A barbecue summer has finally hit London, property prices in the capital continue to rise and the City’s skyline is being transformed as overseas investors continue to see London as a safe destination for their investments. But despite the growing feel-good factor, significant challenges remain if London is to safeguard its status as a global financial centre and a place where people want to live and work.
Having declined for almost half a century after the Second World War, London’s population began to increase during the 1990s and the trend shows no sign of slowing down. The capital grew by a million people between 2001 and 2011 and is likely to hit 10 million by 2030. Such a high rate of population growth brings significant challenges to both the public and private sectors: where will people live, how will they get around, where will they work and what jobs will they do?
Demand for housing continues to outstrip supply and the Mayor of London has identified a need for 400,000 new homes over the next 10 years which requires an annual rate of construction rather higher than the current rate of approximately 25,000. Business as usual will not be good enough. London’s government will need to persuade central government to give it the tools to increase supply: can London achieve more control over tax raised in the capital, as recommended by the London Finance Commission, and over housing benefit so that it can design its own solutions to London’s housing crisis? And where will everyone live? The increasing polarisation between house prices in the centre and the outer London boroughs coupled with a concentration of jobs in the centre, risks creating a doughnut effect. This puts increasing pressure on London’s transport system as workers travel ever-greater distances from the outer Boroughs to jobs in the centre.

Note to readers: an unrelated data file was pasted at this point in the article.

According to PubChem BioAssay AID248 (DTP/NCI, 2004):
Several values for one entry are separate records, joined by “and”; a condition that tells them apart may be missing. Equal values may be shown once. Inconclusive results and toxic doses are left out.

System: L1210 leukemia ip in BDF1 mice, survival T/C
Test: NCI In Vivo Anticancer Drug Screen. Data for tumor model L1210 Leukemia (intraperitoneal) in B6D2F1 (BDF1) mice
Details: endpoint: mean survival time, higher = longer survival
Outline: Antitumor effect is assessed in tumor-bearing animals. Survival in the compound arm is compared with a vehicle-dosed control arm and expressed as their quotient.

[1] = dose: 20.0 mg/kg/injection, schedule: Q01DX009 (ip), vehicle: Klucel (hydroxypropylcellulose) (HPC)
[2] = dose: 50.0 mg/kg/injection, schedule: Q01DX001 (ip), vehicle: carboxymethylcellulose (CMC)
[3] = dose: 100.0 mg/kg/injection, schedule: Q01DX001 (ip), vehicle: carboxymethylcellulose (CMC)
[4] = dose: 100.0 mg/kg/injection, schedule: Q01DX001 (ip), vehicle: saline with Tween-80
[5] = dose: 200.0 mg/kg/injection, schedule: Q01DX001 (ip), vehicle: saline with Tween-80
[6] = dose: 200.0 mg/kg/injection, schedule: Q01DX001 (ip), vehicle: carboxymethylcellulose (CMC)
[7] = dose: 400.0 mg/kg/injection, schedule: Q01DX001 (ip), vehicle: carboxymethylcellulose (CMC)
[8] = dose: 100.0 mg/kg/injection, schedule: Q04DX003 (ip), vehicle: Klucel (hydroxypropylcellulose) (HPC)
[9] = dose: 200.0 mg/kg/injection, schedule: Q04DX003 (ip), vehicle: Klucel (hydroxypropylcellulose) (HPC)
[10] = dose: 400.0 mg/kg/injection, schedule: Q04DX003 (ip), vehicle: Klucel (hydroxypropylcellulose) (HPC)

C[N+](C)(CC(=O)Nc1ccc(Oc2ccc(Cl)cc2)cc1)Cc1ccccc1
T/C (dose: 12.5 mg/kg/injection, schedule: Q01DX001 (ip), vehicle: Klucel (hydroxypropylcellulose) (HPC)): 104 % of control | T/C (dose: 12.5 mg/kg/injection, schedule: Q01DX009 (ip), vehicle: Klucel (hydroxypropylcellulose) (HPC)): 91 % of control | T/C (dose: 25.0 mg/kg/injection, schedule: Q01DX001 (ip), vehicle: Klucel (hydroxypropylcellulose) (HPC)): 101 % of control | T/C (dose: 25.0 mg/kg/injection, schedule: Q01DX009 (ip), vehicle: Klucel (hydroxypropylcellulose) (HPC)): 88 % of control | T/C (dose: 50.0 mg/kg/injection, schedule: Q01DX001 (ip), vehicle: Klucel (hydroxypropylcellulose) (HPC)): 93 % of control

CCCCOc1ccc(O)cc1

London has been investing in its transport systems during the last decade but new projects, such as Crossrail and the Thameslink upgrade are taking much longer to deliver than planned. To keep pace with increasing demand London needs to deliver essential projects, such as Crossrail 2, much faster and develop a long term funding and delivery plan. In the meantime, Transport for London will wish to consider investing in softer measures to reduce transport such as discouraging one-stop journeys and encouraging the staggering of journey times.
The third key challenge facing London is the provision of jobs. London’s labour market is critical to its global competitiveness but there is a growing skills deficit as projections show a trend away from low skilled jobs towards jobs requiring high skills. While London has a large number of low skilled workers and 45 per cent of the population is educated to degree level, there is a shortage of workers with mid-level skills. As a result, London’s employment rate has lagged behind the national average throughout the last 20 years with a resulting impact on social mobility and living standards. Improving the capital’s skills base will require action from the public and private sectors. Will employers commit to investing in continuous learning for the existing workforce? Can London improve the quality of its further education colleges and, to repeat the devolution theme, can the GLA and London Boroughs achieve control over national skills funding to enable them to lead more local interventions to improve the skills base?
London is the UK’s only global city but if it wants to retain its global ranking there’s work to do.
This article is based on London 2030: A series of events exploring the future growth of the Capital, Tom Bolton, Centre for Cities, July 2013. For more information, please visit: